Kabanov has had Plyuschev for a coach in the past which has been both difficult but also beneficial and the player paid his respects for the good things he's gotten from their time together.
"For me he's a good person because he took me on the national team (World Junior A Challenge) and he put me on the first line," Kabanov started, "But he is 100% an old school coach and he loves guys like [Ilya] Kovalchuk, [Evgeny] Malkin, [Alexander] Ovechkin... he wants on his team only guys with that style of game to be leaders on the team. Sometimes he can't understand that if he would not [yell] at his players... it's better to try and explain something to his players than to [yell] at them and punish them, like always to call them bad words. It's better to help them to understand the game than to [yell] but I don't know... he's an old school coach. I give him my respect though because he took me on the national team and that was good for me and my career, he put me on the first line so I'm really respectful of him."
In his draft year, Nikita Filatov was a Russian player who made it very clear that his goal was to play in North America and that he didn't feel the KHL was a good option for him. Two years later Filatov is playing in the KHL after leaving the Columbus Blue Jackets. I asked Kabanov, who has also made in very clear that it's here that he wants to stay, if he thinks the situation with Filatov might have a negative affect on the stock of all the top Russians available in the 2010 NHL draft. "I don't have any contracts with Russia. I am already playing in North America and I know for sure that in Russia, nobody likes me - they make a lot of bad websites about me, there have been a lot of interviews about me that I'm bad, that I'm not Russian now and that I'm Canadian or a United States guy. Vladimir Plyuschev has called me a "Sweet Boy", he usually calls American guys "Sweet Guys", so now he says that I have become a "Sweet Guy."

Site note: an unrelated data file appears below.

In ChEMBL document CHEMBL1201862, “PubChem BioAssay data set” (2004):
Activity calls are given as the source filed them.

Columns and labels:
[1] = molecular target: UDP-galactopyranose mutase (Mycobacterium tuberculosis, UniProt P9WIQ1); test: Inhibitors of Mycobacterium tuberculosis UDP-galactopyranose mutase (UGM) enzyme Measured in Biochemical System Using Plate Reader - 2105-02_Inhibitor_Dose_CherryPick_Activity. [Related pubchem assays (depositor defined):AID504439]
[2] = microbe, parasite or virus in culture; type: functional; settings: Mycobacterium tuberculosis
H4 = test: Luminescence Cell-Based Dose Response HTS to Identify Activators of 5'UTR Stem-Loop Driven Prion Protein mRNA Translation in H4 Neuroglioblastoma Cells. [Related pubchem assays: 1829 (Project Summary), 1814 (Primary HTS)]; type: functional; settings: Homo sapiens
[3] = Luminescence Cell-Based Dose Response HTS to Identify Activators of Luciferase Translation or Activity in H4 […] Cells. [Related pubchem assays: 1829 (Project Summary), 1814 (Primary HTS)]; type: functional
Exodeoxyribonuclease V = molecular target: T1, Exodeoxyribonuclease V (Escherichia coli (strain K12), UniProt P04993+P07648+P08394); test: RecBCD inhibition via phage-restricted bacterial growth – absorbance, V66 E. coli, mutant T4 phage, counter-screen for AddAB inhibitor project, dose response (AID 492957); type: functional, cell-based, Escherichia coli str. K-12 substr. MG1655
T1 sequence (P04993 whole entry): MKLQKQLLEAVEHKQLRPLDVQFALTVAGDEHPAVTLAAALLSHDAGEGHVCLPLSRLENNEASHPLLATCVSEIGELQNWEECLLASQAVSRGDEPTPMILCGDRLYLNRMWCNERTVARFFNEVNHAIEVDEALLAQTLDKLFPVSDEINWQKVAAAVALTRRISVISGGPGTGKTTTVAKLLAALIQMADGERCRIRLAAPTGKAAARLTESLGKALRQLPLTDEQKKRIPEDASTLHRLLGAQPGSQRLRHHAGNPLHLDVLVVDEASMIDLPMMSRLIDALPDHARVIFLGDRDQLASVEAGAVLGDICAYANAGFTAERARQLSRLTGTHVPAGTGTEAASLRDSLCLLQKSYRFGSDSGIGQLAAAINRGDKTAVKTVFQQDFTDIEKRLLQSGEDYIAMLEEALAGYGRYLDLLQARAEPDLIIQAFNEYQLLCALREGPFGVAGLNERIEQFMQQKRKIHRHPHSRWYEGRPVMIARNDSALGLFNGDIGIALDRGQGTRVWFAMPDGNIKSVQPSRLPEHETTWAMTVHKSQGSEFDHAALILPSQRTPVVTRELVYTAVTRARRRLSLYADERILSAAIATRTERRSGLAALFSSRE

"You know, I think [Filatov] left his team because of the coach," said Kabanov, "I don't know the situation for sure but I know Nikita and he told me that the coach doesn't let him play, they don't speak the same language so it was hard. He's a very talented guy, he's like my same humor and I want to be the same level as him but maybe he just didn't find the same language as his coach. Hitchcock wants him to cheque hard and play hard and I just don't think they are speaking the same language. I think that is a problem for one player though and not for all Russians."
I then simply asked Kabanov why playing in Canada this year was so important to him.
"Because in russian, in the KHL, the club that bought me they offered me a contract for like 8 years. For sure if I was to stay in Russia for 8 years I would never play in the NHL and that was my dream since I was a young age. I want to play in the NHL, that's my ability and I want to be a big star like Ovechkin or Kovalchuk. If I was to stay in Russia... there are no stupid clubs in the NHL that will [draft] a hockey player that won't be able to play for them for 8 years."
We also touched on the fact that NHL Central Scouting dropped him in their rankings and whether or not he really cares too much about that. From there I ended the interview asking him if he felt that Moncton, with the trade deadline behind them, could contend for the QMJHL title and get to the Memorial Cup. "YES. For sure, yes and I will try and help the team. They have made trades for some good players and now our team is really great and we will try to win the Memorial Cup."

A couple notes I want to make just to clarify in regards to language. Above, where he is talking about Plyuschev's treatment of players , I inserted the word "yell" but what Kabanov said was "cry". I think 'yell' is what he meant and not that the coach was sobbing angrily at his team.

Also, I'm just guessing but I think "Sweet Boy" or "Sweet Guy" might be akin to "Wussy" but that might just be how I interpreted it. Someone can tell me if you know for sure.

I'm now on the record in predicting that Kabanov will be the first Russian player chosen at the 2010 NHL Draft. I think when he comes back from injury he'll be a catalyst that takes Moncton to the QMJHL finals. Will the Wildcats win? They were my pre-season prediction so I guess I'll stick to my guns and say YES.


Anonymous said...

He was pretty candid about the KHL and his old coach. Wow. That was fascinating

Guy Flaming said...

Thanks and yes, I agree. As media, we like the guys that speak their mind and I give him a lot of credit for being that way at a young age.

Traktor said...

Nice stuff Guy.